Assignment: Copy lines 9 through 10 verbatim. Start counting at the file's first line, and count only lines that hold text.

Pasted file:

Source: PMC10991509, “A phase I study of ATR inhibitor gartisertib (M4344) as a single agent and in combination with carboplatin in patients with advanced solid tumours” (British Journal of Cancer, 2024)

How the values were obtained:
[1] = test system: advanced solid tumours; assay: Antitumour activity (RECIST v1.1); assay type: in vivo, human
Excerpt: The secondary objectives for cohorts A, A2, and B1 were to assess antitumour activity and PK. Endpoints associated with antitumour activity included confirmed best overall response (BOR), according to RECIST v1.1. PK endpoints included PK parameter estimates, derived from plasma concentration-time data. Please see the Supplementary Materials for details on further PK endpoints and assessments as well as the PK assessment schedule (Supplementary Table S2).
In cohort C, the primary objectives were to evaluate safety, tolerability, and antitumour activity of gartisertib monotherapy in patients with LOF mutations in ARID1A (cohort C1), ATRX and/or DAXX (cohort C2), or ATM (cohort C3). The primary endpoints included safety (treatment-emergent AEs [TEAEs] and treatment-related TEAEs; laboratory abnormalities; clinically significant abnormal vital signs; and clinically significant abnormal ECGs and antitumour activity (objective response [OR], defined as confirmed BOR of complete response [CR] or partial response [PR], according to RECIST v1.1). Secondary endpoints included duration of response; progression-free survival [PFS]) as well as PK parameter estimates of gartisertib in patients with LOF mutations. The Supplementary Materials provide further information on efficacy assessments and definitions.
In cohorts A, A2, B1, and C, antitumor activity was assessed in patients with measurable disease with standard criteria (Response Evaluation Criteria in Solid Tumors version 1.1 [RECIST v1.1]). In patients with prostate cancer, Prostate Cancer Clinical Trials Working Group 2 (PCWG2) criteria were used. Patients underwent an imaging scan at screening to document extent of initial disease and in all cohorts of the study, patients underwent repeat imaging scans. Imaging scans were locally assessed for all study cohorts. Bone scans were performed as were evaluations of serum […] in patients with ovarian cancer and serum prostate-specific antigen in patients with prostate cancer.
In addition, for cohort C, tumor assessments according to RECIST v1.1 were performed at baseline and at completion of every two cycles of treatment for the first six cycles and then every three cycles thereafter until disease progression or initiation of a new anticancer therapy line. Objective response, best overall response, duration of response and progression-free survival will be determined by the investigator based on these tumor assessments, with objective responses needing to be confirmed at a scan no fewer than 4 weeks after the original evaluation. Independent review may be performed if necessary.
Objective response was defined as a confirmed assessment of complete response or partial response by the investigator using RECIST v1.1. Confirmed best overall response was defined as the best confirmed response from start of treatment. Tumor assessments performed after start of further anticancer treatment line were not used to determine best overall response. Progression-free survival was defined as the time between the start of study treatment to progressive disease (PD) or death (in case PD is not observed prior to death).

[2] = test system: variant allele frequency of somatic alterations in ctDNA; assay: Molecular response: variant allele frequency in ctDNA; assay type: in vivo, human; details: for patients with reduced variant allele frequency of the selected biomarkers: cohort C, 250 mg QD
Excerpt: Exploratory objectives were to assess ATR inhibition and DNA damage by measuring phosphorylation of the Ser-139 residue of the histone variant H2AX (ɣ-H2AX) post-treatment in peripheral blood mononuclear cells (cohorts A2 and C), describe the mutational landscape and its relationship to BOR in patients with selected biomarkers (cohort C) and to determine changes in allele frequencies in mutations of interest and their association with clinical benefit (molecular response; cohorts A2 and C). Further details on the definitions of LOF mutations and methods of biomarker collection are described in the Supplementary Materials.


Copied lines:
[2] = test system: variant allele frequency of somatic alterations in ctDNA; assay: Molecular response: variant allele frequency in ctDNA; assay type: in vivo, human; details: for patients with reduced variant allele frequency of the selected biomarkers: cohort C, 250 mg QD
Excerpt: Exploratory objectives were to assess ATR inhibition and DNA damage by measuring phosphorylation of the Ser-139 residue of the histone variant H2AX (ɣ-H2AX) post-treatment in peripheral blood mononuclear cells (cohorts A2 and C), describe the mutational landscape and its relationship to BOR in patients with selected biomarkers (cohort C) and to determine changes in allele frequencies in mutations of interest and their association with clinical benefit (molecular response; cohorts A2 and C). Further details on the definitions of LOF mutations and methods of biomarker collection are described in the Supplementary Materials.